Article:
Wonderful, encouraging post, Monica! Hope all is well!
I love this post Monica! Thank you so much for the encouragement!!ReplyDelete
Coincidentally The Chicago Tribune just featured an article sharing Alfred A. Knopf's notes on why he rejected several authors like Joyce Carol Oates and Sylvia Plath...Knopf HATED "The Bell Jar." Reading his criticism of it is enough to make anyone feel good about their next rejection. ;)
Oh!! Thanks for the link!! I'm off to read it now! :DDelete
Thank you guys for your comments!! LOVE THEM! Many inspiring thoughts here! <3ReplyDelete
I hate to admit to it--but there have been some very popular books that just haven't been for me. I could see their appeal, but it wasn't a good fit. Doesn't make it a bad book. But having said that, I'm always shocked when I find people who don't like CHOCOLATE!!! That's when I really get confused LOL!ReplyDelete
Yes, yes, and YES. Writing is a precious artform, and we all have our own set of emotional ties, opinions, etc. to art. My favorite line from my personal collection of rejections is: just because it doesn't work for me doesn't mean someone else won't love it.ReplyDelete
First, I LOVE that photo!! Gave me a real laugh. Secondly, I try to remember to celebrate rejections because getting them means I'm still in the game, still sending stuff out, that I haven't given up. Maybe I'm a little twisted, but it works for me.ReplyDelete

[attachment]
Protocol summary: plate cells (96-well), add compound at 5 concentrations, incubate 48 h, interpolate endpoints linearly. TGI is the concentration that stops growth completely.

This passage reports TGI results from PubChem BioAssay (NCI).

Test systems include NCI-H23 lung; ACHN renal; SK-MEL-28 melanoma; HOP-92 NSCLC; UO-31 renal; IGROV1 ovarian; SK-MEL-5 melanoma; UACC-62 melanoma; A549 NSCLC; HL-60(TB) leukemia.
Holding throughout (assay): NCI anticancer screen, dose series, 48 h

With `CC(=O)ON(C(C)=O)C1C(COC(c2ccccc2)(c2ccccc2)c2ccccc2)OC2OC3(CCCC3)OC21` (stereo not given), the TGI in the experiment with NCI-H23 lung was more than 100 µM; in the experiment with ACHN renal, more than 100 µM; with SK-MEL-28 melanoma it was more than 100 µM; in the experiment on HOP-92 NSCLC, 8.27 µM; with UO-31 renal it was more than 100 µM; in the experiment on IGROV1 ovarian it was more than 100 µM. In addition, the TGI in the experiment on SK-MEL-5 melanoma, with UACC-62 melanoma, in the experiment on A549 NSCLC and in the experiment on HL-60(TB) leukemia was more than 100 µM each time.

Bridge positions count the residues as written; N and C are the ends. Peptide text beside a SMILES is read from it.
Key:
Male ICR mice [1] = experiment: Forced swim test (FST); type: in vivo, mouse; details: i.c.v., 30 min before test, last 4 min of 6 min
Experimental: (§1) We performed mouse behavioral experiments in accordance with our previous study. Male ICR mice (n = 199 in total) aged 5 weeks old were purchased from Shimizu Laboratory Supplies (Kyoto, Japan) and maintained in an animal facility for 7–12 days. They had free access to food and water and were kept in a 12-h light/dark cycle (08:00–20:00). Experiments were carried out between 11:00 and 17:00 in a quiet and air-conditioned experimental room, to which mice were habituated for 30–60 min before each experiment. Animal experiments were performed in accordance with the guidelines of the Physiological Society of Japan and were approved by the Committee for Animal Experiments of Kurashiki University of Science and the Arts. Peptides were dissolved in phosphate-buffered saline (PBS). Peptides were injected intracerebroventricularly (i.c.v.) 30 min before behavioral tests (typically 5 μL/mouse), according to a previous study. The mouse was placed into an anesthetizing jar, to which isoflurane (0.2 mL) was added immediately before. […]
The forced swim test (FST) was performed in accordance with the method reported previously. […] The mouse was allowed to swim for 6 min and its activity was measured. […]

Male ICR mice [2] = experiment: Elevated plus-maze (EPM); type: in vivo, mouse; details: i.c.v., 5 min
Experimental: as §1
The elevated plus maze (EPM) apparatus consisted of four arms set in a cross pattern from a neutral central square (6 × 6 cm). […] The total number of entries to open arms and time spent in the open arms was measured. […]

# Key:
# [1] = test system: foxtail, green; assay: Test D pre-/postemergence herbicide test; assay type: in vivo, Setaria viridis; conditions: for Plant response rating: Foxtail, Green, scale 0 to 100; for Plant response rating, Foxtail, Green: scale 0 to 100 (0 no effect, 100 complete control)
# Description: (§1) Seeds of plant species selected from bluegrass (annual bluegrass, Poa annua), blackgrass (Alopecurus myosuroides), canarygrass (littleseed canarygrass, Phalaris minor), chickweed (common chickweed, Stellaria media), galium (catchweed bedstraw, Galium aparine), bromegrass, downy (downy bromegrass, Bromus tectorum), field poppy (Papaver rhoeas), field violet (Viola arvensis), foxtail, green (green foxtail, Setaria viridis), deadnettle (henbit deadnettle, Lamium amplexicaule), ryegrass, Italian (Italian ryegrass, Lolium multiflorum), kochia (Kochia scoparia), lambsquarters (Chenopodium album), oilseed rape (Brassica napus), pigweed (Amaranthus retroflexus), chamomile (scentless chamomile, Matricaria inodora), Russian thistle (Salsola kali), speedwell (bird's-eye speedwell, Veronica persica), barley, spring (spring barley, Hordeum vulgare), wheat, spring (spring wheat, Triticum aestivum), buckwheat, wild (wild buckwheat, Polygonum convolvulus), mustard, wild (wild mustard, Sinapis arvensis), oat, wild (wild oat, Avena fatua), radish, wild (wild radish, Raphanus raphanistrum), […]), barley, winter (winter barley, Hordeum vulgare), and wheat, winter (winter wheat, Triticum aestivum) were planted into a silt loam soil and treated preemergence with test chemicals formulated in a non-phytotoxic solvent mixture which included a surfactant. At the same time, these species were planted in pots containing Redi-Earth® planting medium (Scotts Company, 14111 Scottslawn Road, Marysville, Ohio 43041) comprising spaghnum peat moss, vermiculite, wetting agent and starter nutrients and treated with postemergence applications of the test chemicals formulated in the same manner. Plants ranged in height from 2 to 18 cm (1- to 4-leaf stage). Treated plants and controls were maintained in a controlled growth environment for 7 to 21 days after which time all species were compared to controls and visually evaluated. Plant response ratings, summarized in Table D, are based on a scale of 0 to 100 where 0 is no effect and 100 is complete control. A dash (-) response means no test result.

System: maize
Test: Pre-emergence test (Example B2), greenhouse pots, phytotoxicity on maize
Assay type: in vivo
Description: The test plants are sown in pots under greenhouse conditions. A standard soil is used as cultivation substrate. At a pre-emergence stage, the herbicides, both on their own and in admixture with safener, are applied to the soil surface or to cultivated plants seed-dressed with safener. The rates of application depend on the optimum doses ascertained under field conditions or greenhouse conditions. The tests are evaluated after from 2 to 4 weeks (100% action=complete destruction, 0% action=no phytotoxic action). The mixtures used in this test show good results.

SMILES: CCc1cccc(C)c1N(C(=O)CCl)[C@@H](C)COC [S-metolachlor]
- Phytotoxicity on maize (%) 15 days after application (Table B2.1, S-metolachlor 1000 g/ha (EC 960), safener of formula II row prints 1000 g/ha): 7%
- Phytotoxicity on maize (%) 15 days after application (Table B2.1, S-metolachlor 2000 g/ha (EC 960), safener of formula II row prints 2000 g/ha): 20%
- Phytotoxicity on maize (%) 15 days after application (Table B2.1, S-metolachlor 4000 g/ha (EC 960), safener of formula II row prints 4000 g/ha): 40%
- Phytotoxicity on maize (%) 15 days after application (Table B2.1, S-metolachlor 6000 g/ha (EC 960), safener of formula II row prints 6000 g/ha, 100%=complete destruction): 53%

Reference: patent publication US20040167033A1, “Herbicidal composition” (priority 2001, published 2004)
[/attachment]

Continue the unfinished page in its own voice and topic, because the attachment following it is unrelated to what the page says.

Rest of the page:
Ha Ha, love that picture. I always take rejections as a sign that something is not working with the query or the first pages. It's hard to figure out what's not working though. But I agree that you shouldn't give up. Maybe take a break and come back to it, but not give up. :)ReplyDelete
OMG, I so need this today. I got three form rejections today. UGH, not feeling so great. So far I have two requests out of fifteen responses and that feels like utter failure, compared to the very fast and plentiful requests my last manuscript got. *Sigh* but you're right. It really, really is all subjective. It only takes one to love it, right?ReplyDelete
Hey, even one request is AWESOME!! : )Delete
I'm sorry about the rejections, but it makes me happy that you still got requests! The first time I queried, I sent 100 queries and got just 7 requests!Delete
Thanks for this post, I thought my writing sucked too and I kind of gave up on submitting to any contests for a while but this helped. Thanks : )ReplyDelete
Glad to hear that some of you think this post helped in some way!! :DReplyDelete
The road to publication is paved with rejections! Eventually I learned to wear mine like badges of honor - they meant I was a real writer. :) Great post, Moni.ReplyDelete
Great advice! And I always love seeing that picture:)ReplyDelete
I totally agree with this. Thanks for the advice.ReplyDelete
Just found your blog and I love it! Rejection can be very discouraging, but I try to focus on the positive and just keep moving forward. Great post.ReplyDelete
You're exactly right. There have been a few books I've read that other people have raved about that I just didn't connect to. Some I actually loathed. It's about finding the one person who will love your work as much as you do. That's what I keep hoping for, anyway!ReplyDelete